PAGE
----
The story of Ethan Allen and the Green Mountain Boys, who are credited with founding Vermont, is well-known, though even that profile is up for debate. Those Turbulent Sons of Freedom, a 2018 book by journalist and Thetford resident Christopher Wren, points out that Allen, who was born in Connecticut, wanted not only to set roots down in the Green Mountains, but to wrap his tentacles around them, too. At a reading, Wren called Allen “a loudmouth opportunist.” The idea that “Ethan Allen was an alien” also points out that everyone was once from somewhere else.

Ethan Alien is at the heart of the new album, which the band finished after having recorded a little less than half of it before leaving Nashville. Half of the tracks on Back in the Saddle of a Fever Dream refer to space in their titles, including Space Cowboy’s Got the Blues, Flying Saucer Rock n Roll and Space Coyote. The rest are straight-up country rambles, including Who’s Going to Fill These Boots, a duet with Georgette Jones.

For Vermont listeners, at least, Ethan Alien has the makings of a cult classic. The chorus, “Ethan Allen was an alien, and so were all the other little Green Mountain men,” accompanies a litany of latter- and present-day Vermont personalities, from the titular leader of the Green Mountain Boys through Chester A. Arthur to Ben and Jerry and other contemporary Vermont residents like the alt-country singer Neko Case and character actor Luis Guzman, who has a home in Vermont.

The film is an outgrowth of that love-letter to Charyk’s home state.

“I really wanted to do something with my creative momentum,” Charyk said. He and the band and other collaborators filmed an “Ethan Alien Spectacular” on CATV8, the White River Junction-based community access station. It’s still available on YouTube, a lo-fi slice of TV weirdness filmed at the Main Street Museum.

Going big

The feature film is something else entirely. Charyk said he wanted to do “the biggest thing we could pull off that would bring in a bunch of young, creative people.” He also wanted to rescue young, creative people from the inertia and depression of the pandemic, pointing to the July death by suicide of Micah Porter in White River Junction as a motivating event.

Charyk estimated that around 40 or 50 people have put in time to make The Ballad of Ethan Alien, many of them young Vermont artists, actors and filmmakers.

That includes Nick Mees, 25, and Priya Ghosh, 22, filmmaking partners who met at Savannah College of Art and Design. They’ve worked on other feature films, but this is the first shoot that they’ve led.

“We did not expect to be able to make this massive film,” said Ghosh, who grew up in Bucks County, Pa.

Mees, who lived in Vermont until he was 15, met Charyk at a music festival. Pariah Beat invited Mees, who was then 12 or 13 and performing puppet shows with his father, to join them onstage during their set and then played when Mees was performing.

The Ethan Alien filming was “a 30-day shoot condensed into 15,” Mees said. Filming took place during the day, and the filmmakers were editing a rough cut in the evenings, putting in long hours.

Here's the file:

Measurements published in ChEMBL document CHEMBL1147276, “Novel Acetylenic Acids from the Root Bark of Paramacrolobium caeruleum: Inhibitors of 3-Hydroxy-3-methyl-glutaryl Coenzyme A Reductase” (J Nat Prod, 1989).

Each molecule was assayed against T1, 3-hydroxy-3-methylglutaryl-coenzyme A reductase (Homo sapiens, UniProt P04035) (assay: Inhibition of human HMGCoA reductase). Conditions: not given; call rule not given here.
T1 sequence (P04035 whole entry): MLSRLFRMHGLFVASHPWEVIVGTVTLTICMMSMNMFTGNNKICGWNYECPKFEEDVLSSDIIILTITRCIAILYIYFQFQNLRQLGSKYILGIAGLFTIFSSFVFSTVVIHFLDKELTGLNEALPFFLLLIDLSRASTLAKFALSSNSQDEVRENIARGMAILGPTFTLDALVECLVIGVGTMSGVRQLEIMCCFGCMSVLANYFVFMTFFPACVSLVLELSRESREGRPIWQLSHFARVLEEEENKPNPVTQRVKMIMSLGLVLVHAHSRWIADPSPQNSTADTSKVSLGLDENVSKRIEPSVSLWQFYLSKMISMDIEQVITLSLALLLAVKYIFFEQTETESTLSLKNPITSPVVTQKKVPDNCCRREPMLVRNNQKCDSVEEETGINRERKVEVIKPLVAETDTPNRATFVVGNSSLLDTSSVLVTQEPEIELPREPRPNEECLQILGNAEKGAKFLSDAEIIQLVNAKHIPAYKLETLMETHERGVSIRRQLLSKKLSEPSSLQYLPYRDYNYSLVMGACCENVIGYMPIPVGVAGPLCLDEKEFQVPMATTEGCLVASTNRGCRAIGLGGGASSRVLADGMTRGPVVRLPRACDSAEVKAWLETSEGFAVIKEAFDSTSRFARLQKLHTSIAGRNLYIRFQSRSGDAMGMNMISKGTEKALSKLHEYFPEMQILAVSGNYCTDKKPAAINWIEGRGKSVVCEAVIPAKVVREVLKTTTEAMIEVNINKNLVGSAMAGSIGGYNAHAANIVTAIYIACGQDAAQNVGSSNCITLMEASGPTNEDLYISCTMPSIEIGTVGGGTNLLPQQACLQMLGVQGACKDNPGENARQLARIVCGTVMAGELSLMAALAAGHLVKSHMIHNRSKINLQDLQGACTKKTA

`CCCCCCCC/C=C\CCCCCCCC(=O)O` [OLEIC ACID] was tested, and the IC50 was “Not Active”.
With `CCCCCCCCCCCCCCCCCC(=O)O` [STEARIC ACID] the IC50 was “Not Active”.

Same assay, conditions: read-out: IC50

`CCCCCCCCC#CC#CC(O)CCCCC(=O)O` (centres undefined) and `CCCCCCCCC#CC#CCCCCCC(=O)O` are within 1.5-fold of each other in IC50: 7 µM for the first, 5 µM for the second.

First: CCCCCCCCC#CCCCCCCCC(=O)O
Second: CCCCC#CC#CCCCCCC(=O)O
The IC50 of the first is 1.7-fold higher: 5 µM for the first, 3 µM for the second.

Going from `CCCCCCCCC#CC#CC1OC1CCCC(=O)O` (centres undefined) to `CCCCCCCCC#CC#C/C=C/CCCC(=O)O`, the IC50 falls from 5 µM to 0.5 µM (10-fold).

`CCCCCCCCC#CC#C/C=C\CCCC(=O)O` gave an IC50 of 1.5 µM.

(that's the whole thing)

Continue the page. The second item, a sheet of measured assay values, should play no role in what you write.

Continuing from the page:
Was it an ideal way and time to be making a first feature?

“Weirdly, yes,” Mees said. “I don’t think anyone has a set plan for themselves where everything’s going to work perfectly.”

Mees and Ghosh spoke in Charyk’s kitchen during brief breaks in filming. The man in the gold bodysuit, former state Rep. Donny Osman, D-Plainfield, took frequent breaks so he could remove the claustrophobic plastic TV shell that set dressers Nancy Heyl and Seamus Good buckled and unbuckled from his head.

While he wore it, Osman, who served three terms in the Vermont House and ran unsuccessfully for state Senate, sang about building a “space wall” to protect Earth from marauding aliens. Osman has had a much longer career in theater than in politics.

(There’s an undergraduate poli-sci thesis to be written on the intersection of the performing arts and Vermont Democratic politics.)

That’s the theme of the film, that an archetypal fascist leader has taken control of Vermont and banned music and other forms of free expression. But Western Terrestrials hold forth in a secret location and rally a group of young rebels to overthrow the despot. Also, aliens.

The film is full of “not really subtle metaphors for topical events right now,” Charyk said. “It’s also really funny.” And it features a kind of who’s who of Vermont people, including the Guzman; Rusty DeWees, best known as “The Logger”; former state Rep. Kiah Morris; and musicians Bow Thayer, Dylan Giambatista (who’s also a state representative), Ben Dunham, Sara Grace, Urian Hackney and Bob Stannard, among others. State Rep. John O’Brien, D-Tunbridge, loaned one of Tuttle’s old caps to the production. Tuttle, a dairy farmer in Tunbridge who died in 2003, starred in O’Brien’s film, Man With a Plan.

In focus

Charyk is still raising money to finance the film. Screenings of the rough edit are planned for Halloween weekend, including at the Fairlee Drive-In, where much of the filming took place. Then work will begin on a finished cut of the film, and that will take longer and cost more than the shoot did. There’s a Kickstarter appeal, and Charyk has spoken with the Vermont Arts Council and other donors. The long-lived Burlington music collective Big Heavy World has provided funding and is serving as fiscal agent.

“I know, from political campaigns, I’m going to be doing the fundraising,” Charyk said. “I have zero anxiety about this working out.”

He feels the film has the makings of an instant Vermont cult classic.

At 34, Charyk was one of the senior statesmen on the set among the 20-somethings. He has made a decision that sounds like the kind of calculated risk an adult would take: He is devoting his full attention to the band and is leaving politics behind. “I saw my value not as a policy guy in Vermont, but as a storyteller,” he said.

The shooting concluded on Oct. 15 at the Post Mills Airport, where his parents rented their first place when they moved to Vermont. Charyk said the shoot brought him full circle, but also is launching him, like a comet whipped back out into space by a planet’s gravity. Rather than stall out during the pandemic, Charyk feels he’s moving on.

“I think we’ll be able to do our work in a much bigger way than I could have imagined before,” he said.

The Ballad of Ethan Alien opens with a screening at Fairlee Drive-In on Saturday. A premiere is planned for 5:30 p.m. on Nov. 2 on the lawn of the Statehouse in Montpelier, which is home to a statue of Ethan Allen.

Alex Hanson can be reached at or 603-727-3207.